Sunday 12th August 2018 saw our seventh big beach clean-up, this time on Hayling Island near the Ferryboat Pub. The weather looked pretty dodgy but we went ahead anyway and about 40 superhero volunteers turned up! Straight away, we noticed that the level of microplastics (bits of plastic smaller than about 5cm) was incredibly high. We have had some stormy weather over the last couple of weeks since the heatwave broke, and we knew that the storm drains had been released in Langstone Harbour, so we expected a bit more plastic and litter pollution than usual.
We were, however, pretty horrified by what we saw. The number of plastic cotton-bud sticks present, mixed in with the sand, seaweed and stones was very high. And the plastic nurdles. Oh the nurdles. If you aren’t sure what a nurdle is, I’ll elaborate. They are tiny bits of plastic that look a bit like lentils, used in the manufacture of plastic products, poured in their thousands into moulds and heated to make the products that we see on our shelves. They are mistaken by wildlife for food – they look exactly like fish eggs to seabirds, who eat them and sometimes feed them to their young. Unfortunately, through spills and mishandling, millions of them end up in our rivers, seas and oceans. And the evidence of this was exactly what we saw on Hayling. At previous beach cleans at that location we have seen a lot of them, but this looked like a ‘fresh’ batch. They were everywhere, in their thousands. The only way to collect them in any meaningful way was to shovel them, together with sand and substrate, into bags.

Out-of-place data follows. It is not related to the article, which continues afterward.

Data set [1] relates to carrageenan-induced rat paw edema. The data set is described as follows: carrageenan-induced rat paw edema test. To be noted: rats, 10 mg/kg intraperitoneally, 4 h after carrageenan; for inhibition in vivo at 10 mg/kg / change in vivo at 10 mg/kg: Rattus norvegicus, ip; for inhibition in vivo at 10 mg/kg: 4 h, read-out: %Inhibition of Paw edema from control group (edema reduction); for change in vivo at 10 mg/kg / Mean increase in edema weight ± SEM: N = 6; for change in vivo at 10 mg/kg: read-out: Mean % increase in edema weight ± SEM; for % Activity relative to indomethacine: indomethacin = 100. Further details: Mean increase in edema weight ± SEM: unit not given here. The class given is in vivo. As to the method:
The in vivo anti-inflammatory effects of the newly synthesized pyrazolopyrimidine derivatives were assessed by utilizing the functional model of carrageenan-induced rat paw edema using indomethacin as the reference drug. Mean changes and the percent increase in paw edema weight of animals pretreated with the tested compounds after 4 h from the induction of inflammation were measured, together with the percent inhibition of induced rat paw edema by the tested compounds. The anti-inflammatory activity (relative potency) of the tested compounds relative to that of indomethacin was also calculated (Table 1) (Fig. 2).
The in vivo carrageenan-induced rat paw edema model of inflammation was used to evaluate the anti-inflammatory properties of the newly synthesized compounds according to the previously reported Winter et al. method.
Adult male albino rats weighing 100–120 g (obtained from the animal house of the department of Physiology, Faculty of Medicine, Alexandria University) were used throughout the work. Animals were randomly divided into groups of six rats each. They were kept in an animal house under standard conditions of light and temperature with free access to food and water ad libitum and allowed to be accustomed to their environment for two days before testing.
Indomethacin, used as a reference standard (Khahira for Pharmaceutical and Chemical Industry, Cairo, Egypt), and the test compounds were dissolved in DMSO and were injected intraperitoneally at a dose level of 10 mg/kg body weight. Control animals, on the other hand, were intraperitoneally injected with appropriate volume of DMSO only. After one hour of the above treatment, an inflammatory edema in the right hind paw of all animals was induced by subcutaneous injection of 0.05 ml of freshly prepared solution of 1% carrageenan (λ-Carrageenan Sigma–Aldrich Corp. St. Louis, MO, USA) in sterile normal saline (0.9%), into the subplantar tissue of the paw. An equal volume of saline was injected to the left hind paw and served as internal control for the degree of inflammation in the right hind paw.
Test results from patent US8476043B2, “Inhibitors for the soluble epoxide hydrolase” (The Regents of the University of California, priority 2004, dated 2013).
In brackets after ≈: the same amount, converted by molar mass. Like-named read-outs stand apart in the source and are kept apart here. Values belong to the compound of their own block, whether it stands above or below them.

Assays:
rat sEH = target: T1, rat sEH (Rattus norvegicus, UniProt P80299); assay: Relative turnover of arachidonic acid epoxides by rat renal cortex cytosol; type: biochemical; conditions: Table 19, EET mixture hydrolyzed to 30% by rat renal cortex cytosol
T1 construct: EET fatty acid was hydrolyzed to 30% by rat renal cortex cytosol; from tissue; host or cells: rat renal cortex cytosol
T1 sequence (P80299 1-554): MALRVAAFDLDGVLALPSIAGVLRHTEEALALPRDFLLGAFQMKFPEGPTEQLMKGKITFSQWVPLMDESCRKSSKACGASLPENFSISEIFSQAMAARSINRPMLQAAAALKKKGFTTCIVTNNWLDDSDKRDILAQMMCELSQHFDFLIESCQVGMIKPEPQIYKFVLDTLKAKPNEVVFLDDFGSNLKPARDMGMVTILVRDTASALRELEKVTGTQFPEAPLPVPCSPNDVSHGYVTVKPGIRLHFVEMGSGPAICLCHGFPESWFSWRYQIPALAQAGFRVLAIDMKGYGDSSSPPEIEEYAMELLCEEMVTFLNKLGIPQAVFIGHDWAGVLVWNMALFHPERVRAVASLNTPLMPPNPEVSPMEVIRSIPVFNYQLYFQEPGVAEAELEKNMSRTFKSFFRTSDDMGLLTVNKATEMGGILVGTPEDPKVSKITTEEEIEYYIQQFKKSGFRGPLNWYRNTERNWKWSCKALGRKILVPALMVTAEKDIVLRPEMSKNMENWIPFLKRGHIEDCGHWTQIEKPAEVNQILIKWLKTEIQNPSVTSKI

The other plastic pollution we found heavily featured bottles and caps, toothpaste or other tube lids, cups, fishing net and line and nappies – not pleasant. We collected 66 bags of litter altogether, over the course of 2 hours. We are so grateful to all the fantastic volunteers that gave up their Sunday morning to come and help clean up. We had to leave so much behind as we just did not have time to do more that day, so we will definitely be back very soon to continue.
We are really keen to find out the source of all the nurdles. We know that there are a lot of them dispersed in our oceans and local seas, however this really seemed like a new load – they were all quite ‘clean’ and didn’t look like they had been floating around for a long time. If anyone has any ideas or information to help us stop this awful pollution at the source, we would love to hear from you.